3. Jon,

    Good post buddy. I have been telling my colleagues the same thing over the last several years. Why fish in the same pond as the boards? I mostly leave that for other recruiters. With LinkedIn, the art of the referral becomes more crucial for taking things to the next level. You can’t retweet from Monster/Dice either… Oh and if your InMail doesn‚Äôt get read in 7 days, you receive the credit back so you can approach other people in and around your network on LI.

    Regards,

    Jay

  4. Art Vandalay says:

    Enjoyed the article but would argue Monster has been irrelevant for years and has never had the capacity to do what Linkedin does unless you are searching for temp help. If you are looking to be average or simply do not consider recruiting A LEVEL talent strategic “go for it”. The best talent on this planet needs to be convinced your job is worth it. Janet herself has a Linkedin profile but I have to assume her resume is not posted on her own network Monster.com. Someone as talented and gifted as Janet can be reached on Linkedin.com but not on Monster. If interested you can probably find her out of work peers on Monster. You may want to gear your business toward non-exempt roles only, focus on what you do well.

  5. Well done Jonathan for a nice bulleted list of Linkedin key benefits. (although I agree with Janet – your numbers in Pt 2 are inaccurate)

    Don’t worry about it though, I don’t think this point is a deciding factor in people creating a Linkedin profile who have not done so thus far. Which I think was one of the objectives of your post?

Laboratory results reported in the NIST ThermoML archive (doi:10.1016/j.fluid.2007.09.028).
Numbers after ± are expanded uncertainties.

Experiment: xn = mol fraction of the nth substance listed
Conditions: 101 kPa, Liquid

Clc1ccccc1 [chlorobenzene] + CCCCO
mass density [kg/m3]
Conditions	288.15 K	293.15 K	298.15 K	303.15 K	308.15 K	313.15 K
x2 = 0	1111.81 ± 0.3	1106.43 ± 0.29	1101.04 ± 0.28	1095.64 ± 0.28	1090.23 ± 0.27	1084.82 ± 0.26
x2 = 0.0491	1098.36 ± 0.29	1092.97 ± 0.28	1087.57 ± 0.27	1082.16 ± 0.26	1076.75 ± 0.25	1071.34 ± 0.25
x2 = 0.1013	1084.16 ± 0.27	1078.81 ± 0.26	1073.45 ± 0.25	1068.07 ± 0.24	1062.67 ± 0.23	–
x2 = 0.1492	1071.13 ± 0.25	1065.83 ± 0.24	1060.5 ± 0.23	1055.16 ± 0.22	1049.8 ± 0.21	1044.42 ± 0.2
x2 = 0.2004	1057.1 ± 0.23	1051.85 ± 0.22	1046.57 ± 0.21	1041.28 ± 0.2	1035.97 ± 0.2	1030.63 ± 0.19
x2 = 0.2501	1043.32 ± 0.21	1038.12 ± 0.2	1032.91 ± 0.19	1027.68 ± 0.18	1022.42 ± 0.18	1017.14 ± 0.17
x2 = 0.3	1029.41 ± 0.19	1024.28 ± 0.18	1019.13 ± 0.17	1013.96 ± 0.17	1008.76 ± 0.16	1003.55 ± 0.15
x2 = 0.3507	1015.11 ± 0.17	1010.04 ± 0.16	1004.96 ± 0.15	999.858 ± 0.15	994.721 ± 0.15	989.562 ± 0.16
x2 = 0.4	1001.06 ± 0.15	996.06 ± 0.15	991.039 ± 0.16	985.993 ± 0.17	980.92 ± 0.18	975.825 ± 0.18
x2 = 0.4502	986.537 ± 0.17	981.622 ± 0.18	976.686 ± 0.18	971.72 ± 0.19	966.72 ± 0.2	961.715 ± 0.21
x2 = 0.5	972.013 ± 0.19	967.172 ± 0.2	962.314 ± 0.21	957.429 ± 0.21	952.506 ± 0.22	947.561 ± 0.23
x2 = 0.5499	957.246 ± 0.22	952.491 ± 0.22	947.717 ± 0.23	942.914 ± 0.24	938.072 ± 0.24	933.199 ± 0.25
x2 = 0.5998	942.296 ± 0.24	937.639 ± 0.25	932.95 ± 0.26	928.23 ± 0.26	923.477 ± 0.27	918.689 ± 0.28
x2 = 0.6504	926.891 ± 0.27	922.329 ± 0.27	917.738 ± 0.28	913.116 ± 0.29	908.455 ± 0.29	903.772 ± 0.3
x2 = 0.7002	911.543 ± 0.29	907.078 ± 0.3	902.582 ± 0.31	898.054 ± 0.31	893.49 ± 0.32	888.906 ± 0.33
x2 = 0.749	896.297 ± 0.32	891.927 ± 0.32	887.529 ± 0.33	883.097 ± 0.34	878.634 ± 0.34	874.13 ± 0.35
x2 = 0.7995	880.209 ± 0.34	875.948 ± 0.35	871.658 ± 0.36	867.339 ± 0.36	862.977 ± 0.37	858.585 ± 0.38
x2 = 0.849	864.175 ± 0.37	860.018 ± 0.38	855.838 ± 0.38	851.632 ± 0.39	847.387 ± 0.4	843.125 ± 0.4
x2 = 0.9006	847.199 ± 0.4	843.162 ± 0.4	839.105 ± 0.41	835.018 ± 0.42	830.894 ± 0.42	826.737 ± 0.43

My knowledge in this area? I own/ run a specialist recruitment business and last year authored “Get Well Connected – Gain interviews & Grow Your Career Using Online Social Networking”. The reason I wrote this? Because I saw time after time the shortfalls of the job board market in finding senior or sector specific people.

    Janet – I don’t agree with you that it is AND not OR – my view is that each serves a different part of the market. From middle management level up the problem is not with the jobboards – its with the process… hundreds of people applying for a role / recruiters & employers not even bothering to acknowledge applications / the perception by the employer that they only get the desperates / the insecurity of personal details when placing your CV on job boards ( google “monster identities theft “) and the blind aspect of the way ads are placed by recruiters leading to some people in-advertedly applying to their current employer for a new role!

    So: My conclusion, Job boards are good for the lower end of the market, but for specialist, senior, high profile roles, and for great social proof of someone’s competency / skillset then Linkedin is the powerhouse. Its where I start everytime. To this end, through my Job Hunter training business every client we have worked with this year who has landed a new role has done so through ‘networking’ – on and offline.

    A great example of this is a guy who applied for nearly 600 roles online without a single interview, after starting his new approach to 20 select targets, using on and off line networking he was invited for 5 interviews and landed a new role with much improved renumeration.